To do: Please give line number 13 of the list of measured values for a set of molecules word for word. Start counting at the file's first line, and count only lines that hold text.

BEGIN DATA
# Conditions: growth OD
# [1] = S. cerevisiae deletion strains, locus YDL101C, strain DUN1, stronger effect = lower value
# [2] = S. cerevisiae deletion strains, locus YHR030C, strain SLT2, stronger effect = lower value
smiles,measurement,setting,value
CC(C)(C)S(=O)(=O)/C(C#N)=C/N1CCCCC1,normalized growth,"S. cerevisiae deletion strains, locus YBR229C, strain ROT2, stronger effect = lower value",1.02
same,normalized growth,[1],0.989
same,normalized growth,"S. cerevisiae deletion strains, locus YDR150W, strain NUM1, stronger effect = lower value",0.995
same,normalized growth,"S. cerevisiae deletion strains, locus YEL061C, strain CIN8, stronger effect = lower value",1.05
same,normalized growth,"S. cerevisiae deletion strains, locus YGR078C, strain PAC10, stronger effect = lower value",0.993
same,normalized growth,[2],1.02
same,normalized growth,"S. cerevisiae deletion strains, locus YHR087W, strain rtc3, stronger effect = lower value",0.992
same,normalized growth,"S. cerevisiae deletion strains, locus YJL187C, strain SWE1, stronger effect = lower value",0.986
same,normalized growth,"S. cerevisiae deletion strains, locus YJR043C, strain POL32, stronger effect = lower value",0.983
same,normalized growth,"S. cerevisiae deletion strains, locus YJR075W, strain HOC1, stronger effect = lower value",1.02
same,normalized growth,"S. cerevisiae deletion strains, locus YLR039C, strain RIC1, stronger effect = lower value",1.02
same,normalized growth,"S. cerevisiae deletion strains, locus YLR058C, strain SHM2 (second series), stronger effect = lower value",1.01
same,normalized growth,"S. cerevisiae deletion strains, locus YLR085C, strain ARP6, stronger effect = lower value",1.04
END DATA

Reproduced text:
same,normalized growth,"S. cerevisiae deletion strains, locus YJR043C, strain POL32, stronger effect = lower value",0.983